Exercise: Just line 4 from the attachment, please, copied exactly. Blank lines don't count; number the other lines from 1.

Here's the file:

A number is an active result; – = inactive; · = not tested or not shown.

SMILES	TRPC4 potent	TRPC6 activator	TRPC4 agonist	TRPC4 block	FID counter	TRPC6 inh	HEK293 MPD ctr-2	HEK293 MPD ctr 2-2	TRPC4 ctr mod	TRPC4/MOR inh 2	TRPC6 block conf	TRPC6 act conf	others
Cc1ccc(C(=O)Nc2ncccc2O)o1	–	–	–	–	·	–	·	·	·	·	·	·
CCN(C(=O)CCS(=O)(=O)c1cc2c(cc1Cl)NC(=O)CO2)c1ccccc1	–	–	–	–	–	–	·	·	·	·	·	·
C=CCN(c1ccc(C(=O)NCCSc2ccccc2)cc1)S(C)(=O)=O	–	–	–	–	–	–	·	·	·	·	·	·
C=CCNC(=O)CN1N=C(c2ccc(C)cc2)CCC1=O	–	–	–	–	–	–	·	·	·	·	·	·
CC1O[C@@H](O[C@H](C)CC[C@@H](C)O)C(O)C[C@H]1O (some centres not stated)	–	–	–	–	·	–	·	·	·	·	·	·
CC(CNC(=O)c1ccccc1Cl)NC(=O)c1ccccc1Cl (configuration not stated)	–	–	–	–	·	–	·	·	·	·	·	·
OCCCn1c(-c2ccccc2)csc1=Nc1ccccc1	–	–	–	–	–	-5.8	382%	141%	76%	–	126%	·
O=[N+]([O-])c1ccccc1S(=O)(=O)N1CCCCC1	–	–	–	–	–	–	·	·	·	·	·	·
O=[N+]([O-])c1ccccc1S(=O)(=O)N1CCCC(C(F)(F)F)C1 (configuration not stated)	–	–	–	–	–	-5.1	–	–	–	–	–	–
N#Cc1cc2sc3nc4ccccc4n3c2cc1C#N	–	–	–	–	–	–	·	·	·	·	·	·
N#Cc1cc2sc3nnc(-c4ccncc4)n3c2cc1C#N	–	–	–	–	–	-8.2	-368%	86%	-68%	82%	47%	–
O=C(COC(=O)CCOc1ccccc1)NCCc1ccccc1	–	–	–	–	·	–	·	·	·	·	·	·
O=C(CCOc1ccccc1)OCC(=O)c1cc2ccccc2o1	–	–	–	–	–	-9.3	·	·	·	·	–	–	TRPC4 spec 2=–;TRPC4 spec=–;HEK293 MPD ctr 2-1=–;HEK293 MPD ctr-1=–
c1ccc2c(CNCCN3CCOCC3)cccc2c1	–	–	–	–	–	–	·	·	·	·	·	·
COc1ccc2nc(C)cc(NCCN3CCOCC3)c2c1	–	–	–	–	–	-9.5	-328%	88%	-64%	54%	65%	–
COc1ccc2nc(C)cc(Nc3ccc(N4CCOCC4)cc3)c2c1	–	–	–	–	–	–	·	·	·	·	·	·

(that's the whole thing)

CCN(C(=O)CCS(=O)(=O)c1cc2c(cc1Cl)NC(=O)CO2)c1ccccc1	–	–	–	–	–	–	·	·	·	·	·	·